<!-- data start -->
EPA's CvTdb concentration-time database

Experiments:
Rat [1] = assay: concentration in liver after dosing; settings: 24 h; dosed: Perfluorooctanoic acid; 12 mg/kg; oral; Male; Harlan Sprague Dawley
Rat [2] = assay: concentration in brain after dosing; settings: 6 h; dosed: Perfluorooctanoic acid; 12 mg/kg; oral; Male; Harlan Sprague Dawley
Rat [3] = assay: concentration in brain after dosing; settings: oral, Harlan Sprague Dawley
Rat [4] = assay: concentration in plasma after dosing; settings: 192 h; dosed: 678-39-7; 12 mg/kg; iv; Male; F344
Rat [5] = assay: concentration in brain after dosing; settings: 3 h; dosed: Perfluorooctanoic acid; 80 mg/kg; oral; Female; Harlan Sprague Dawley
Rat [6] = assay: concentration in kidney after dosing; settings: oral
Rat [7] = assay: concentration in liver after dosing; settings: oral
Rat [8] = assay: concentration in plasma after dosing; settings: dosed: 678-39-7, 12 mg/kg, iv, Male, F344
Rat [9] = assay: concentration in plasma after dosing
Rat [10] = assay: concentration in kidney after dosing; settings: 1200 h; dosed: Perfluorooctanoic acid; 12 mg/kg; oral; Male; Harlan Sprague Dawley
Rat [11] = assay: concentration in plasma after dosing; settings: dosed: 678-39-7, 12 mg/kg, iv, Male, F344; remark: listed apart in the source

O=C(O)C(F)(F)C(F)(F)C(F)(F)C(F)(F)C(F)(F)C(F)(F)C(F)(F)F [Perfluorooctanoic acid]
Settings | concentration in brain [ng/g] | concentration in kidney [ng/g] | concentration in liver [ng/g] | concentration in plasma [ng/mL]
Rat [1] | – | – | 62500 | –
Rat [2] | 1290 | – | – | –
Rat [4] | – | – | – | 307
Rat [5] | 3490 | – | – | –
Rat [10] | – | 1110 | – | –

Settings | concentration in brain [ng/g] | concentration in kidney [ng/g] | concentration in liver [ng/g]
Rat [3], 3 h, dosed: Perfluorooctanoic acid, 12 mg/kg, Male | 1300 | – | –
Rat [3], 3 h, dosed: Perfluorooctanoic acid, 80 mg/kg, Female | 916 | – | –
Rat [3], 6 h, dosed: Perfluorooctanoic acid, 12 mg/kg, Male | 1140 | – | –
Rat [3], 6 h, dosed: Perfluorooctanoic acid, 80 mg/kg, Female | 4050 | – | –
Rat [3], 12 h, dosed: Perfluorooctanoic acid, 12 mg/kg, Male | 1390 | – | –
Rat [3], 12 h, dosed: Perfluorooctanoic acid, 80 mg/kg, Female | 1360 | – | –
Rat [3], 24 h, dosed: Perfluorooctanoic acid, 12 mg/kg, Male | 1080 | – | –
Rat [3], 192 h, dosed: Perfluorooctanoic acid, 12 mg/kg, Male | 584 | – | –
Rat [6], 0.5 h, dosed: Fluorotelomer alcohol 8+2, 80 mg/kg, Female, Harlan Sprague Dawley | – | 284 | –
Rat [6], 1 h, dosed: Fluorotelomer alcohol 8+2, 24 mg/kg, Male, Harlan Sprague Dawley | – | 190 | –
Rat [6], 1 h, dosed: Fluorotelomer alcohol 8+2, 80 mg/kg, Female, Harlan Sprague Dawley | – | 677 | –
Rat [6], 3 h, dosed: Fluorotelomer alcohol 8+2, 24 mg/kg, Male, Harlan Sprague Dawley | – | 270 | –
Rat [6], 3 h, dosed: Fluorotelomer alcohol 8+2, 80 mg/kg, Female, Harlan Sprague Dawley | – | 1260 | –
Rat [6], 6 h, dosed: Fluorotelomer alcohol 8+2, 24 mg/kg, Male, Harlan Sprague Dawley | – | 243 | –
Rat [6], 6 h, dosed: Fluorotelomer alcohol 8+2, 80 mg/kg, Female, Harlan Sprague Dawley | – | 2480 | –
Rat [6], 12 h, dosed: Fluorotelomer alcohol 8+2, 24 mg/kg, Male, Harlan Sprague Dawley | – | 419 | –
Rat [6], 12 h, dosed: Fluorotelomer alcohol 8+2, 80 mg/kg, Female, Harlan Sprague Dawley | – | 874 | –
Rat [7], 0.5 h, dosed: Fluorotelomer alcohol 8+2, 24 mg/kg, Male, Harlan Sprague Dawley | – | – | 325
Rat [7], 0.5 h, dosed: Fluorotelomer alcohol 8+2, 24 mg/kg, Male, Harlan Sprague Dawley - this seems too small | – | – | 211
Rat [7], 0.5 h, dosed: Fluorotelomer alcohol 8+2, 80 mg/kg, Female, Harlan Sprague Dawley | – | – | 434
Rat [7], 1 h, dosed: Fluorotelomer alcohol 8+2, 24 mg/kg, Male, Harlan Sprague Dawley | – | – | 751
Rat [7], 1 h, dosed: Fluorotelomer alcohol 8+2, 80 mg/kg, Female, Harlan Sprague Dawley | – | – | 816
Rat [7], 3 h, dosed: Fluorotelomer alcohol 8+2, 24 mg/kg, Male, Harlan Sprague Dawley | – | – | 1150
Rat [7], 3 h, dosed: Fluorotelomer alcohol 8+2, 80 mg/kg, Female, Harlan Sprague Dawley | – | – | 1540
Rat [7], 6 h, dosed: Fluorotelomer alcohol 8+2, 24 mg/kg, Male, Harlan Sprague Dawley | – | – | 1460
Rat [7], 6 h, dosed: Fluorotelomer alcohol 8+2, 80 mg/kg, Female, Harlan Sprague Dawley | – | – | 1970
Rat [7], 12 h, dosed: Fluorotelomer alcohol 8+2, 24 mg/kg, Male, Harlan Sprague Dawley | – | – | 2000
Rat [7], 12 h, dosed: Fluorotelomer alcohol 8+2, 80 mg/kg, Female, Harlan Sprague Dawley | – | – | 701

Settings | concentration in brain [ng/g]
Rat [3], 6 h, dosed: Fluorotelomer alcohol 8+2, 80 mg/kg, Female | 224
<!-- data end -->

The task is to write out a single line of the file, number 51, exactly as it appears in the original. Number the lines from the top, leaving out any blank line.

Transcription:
Rat [3], 6 h, dosed: Fluorotelomer alcohol 8+2, 80 mg/kg, Female | 224